- With the increasing presence of tech in schools, the libraries and media centers of old are quickly giving way to "learning commons."
- A Connecticut magnet, the International School at Dundee, has seen success with the model, transforming what once was a silent library space into a learning hub replete with the sounds of keyboard tapping, guest speakers being questions, students delivering presentations, and 3D printers beeping.
- While books remain integral to a learning commons, the familiar book stacks are no longer as visible, giving way to space for additional commons areas that facilitate collaborative work and a wider variety of activities.
The collaboration taking place in learning commons extends beyond students and teachers to media specialists, who often co-teach classes where students learn valuable 21st Century skills.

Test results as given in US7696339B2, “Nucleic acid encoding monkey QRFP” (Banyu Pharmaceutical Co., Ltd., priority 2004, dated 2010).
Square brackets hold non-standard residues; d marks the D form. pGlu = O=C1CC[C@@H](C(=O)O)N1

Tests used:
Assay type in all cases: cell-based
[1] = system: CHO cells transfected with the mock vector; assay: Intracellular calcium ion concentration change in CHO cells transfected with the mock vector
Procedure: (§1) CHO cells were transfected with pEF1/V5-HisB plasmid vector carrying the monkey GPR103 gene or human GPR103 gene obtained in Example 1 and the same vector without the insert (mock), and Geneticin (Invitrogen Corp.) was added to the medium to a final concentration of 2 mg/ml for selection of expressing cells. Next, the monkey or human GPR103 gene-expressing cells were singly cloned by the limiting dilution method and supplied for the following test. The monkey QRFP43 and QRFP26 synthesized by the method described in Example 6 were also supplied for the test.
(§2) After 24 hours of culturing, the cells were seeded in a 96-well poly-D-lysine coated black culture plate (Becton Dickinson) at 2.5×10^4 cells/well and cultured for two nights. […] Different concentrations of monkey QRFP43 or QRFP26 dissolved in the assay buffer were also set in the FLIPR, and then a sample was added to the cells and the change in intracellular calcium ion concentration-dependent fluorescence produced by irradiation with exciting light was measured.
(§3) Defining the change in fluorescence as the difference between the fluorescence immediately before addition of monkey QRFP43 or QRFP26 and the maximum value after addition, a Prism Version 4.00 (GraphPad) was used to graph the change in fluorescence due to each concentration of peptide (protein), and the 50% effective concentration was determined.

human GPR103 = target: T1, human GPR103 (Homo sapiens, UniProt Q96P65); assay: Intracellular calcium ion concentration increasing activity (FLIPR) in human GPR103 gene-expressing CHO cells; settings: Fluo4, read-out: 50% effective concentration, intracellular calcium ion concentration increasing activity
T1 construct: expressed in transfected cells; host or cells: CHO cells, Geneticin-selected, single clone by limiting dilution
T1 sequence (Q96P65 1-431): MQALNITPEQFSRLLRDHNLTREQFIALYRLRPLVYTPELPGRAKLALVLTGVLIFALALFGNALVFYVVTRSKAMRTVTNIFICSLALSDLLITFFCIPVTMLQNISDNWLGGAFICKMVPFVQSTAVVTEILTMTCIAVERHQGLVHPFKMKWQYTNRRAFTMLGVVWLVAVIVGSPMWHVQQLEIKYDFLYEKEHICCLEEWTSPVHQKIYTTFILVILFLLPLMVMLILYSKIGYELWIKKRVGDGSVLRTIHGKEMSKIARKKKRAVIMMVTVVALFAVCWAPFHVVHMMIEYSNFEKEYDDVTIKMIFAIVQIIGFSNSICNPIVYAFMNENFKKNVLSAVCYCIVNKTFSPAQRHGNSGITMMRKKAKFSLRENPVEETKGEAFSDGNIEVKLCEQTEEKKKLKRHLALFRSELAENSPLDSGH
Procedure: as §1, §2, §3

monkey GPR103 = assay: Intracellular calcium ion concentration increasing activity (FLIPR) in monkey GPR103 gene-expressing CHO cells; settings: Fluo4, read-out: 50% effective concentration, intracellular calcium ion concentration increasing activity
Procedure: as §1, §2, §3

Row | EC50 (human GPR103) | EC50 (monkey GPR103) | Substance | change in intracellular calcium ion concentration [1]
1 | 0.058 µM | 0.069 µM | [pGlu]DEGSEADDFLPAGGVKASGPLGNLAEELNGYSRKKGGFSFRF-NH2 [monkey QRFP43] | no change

The transformation of the traditional school library should come as no surprise to anyone watching the impact digital devices have had on learning. With an increasing number of textbooks going digital, it makes sense that students would also consume literature through the same medium. Additionally, the space provides the perfect place for schools to teach students necessary tech skills or house additional programs, like ISD's International baccalaureate program.